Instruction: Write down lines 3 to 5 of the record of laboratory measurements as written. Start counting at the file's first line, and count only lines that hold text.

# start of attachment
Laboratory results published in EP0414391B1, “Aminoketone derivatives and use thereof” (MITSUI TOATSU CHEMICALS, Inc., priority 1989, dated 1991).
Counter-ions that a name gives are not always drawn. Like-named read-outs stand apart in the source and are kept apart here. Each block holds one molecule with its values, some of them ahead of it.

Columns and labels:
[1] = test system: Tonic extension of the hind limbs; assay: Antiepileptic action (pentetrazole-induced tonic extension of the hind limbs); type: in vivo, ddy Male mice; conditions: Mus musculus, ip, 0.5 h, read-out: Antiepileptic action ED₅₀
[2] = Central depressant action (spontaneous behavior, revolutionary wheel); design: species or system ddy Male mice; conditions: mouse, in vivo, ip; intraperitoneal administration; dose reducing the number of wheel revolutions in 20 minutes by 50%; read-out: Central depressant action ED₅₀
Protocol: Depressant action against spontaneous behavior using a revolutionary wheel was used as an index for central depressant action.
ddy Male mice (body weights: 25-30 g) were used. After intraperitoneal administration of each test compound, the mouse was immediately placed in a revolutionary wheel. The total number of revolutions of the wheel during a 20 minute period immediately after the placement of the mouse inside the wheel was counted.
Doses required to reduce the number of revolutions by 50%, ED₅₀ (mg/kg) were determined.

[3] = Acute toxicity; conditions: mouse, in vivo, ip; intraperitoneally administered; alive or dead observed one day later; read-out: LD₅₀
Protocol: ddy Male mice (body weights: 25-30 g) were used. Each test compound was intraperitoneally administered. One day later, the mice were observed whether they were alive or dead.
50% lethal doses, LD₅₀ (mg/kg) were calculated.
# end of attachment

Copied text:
Columns and labels:
[1] = test system: Tonic extension of the hind limbs; assay: Antiepileptic action (pentetrazole-induced tonic extension of the hind limbs); type: in vivo, ddy Male mice; conditions: Mus musculus, ip, 0.5 h, read-out: Antiepileptic action ED₅₀
[2] = Central depressant action (spontaneous behavior, revolutionary wheel); design: species or system ddy Male mice; conditions: mouse, in vivo, ip; intraperitoneal administration; dose reducing the number of wheel revolutions in 20 minutes by 50%; read-out: Central depressant action ED₅₀